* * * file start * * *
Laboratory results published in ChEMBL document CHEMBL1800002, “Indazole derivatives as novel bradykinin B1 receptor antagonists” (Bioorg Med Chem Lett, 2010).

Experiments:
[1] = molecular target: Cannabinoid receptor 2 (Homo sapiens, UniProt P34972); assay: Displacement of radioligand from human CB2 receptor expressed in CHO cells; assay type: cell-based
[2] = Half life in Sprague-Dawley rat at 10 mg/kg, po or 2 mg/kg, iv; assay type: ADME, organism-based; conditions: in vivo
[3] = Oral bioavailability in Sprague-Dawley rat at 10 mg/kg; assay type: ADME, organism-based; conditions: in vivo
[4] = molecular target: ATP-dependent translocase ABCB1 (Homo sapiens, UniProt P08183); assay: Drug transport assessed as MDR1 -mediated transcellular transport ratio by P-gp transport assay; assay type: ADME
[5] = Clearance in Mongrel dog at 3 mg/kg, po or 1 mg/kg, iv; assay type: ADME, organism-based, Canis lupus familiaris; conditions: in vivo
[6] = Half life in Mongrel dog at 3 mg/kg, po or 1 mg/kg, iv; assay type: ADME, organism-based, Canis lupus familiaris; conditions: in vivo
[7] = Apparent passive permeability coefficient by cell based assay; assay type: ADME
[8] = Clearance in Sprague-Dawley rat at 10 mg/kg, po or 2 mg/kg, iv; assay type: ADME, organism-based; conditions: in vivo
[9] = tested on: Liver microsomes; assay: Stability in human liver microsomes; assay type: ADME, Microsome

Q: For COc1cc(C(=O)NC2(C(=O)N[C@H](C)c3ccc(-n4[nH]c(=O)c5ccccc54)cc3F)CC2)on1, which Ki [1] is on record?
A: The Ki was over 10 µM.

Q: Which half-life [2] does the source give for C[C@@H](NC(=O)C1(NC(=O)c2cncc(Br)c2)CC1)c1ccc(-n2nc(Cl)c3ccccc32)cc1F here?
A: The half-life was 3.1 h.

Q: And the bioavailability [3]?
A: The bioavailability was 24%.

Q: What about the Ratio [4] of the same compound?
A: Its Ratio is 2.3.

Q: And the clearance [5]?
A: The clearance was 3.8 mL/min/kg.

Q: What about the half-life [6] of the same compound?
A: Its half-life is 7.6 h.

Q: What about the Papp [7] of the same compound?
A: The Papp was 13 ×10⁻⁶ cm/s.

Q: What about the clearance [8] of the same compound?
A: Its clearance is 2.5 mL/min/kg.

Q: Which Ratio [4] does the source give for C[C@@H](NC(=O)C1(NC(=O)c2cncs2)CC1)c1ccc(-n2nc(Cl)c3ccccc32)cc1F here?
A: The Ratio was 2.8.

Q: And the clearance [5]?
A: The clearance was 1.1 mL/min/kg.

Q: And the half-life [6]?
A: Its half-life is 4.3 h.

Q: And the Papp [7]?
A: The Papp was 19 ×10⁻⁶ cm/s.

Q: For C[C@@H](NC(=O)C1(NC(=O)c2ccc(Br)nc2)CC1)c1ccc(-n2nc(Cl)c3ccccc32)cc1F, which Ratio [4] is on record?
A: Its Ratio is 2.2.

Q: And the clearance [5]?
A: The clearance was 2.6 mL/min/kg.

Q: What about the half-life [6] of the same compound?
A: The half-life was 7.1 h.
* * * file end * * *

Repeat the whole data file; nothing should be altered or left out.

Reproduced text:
Laboratory results published in ChEMBL document CHEMBL1800002, “Indazole derivatives as novel bradykinin B1 receptor antagonists” (Bioorg Med Chem Lett, 2010).

Experiments:
[1] = molecular target: Cannabinoid receptor 2 (Homo sapiens, UniProt P34972); assay: Displacement of radioligand from human CB2 receptor expressed in CHO cells; assay type: cell-based
[2] = Half life in Sprague-Dawley rat at 10 mg/kg, po or 2 mg/kg, iv; assay type: ADME, organism-based; conditions: in vivo
[3] = Oral bioavailability in Sprague-Dawley rat at 10 mg/kg; assay type: ADME, organism-based; conditions: in vivo
[4] = molecular target: ATP-dependent translocase ABCB1 (Homo sapiens, UniProt P08183); assay: Drug transport assessed as MDR1 -mediated transcellular transport ratio by P-gp transport assay; assay type: ADME
[5] = Clearance in Mongrel dog at 3 mg/kg, po or 1 mg/kg, iv; assay type: ADME, organism-based, Canis lupus familiaris; conditions: in vivo
[6] = Half life in Mongrel dog at 3 mg/kg, po or 1 mg/kg, iv; assay type: ADME, organism-based, Canis lupus familiaris; conditions: in vivo
[7] = Apparent passive permeability coefficient by cell based assay; assay type: ADME
[8] = Clearance in Sprague-Dawley rat at 10 mg/kg, po or 2 mg/kg, iv; assay type: ADME, organism-based; conditions: in vivo
[9] = tested on: Liver microsomes; assay: Stability in human liver microsomes; assay type: ADME, Microsome

Q: For COc1cc(C(=O)NC2(C(=O)N[C@H](C)c3ccc(-n4[nH]c(=O)c5ccccc54)cc3F)CC2)on1, which Ki [1] is on record?
A: The Ki was over 10 µM.

Q: Which half-life [2] does the source give for C[C@@H](NC(=O)C1(NC(=O)c2cncc(Br)c2)CC1)c1ccc(-n2nc(Cl)c3ccccc32)cc1F here?
A: The half-life was 3.1 h.

Q: And the bioavailability [3]?
A: The bioavailability was 24%.

Q: What about the Ratio [4] of the same compound?
A: Its Ratio is 2.3.

Q: And the clearance [5]?
A: The clearance was 3.8 mL/min/kg.

Q: What about the half-life [6] of the same compound?
A: Its half-life is 7.6 h.

Q: What about the Papp [7] of the same compound?
A: The Papp was 13 ×10⁻⁶ cm/s.

Q: What about the clearance [8] of the same compound?
A: Its clearance is 2.5 mL/min/kg.

Q: Which Ratio [4] does the source give for C[C@@H](NC(=O)C1(NC(=O)c2cncs2)CC1)c1ccc(-n2nc(Cl)c3ccccc32)cc1F here?
A: The Ratio was 2.8.

Q: And the clearance [5]?
A: The clearance was 1.1 mL/min/kg.

Q: And the half-life [6]?
A: Its half-life is 4.3 h.

Q: And the Papp [7]?
A: The Papp was 19 ×10⁻⁶ cm/s.

Q: For C[C@@H](NC(=O)C1(NC(=O)c2ccc(Br)nc2)CC1)c1ccc(-n2nc(Cl)c3ccccc32)cc1F, which Ratio [4] is on record?
A: Its Ratio is 2.2.

Q: And the clearance [5]?
A: The clearance was 2.6 mL/min/kg.

Q: What about the half-life [6] of the same compound?
A: The half-life was 7.1 h.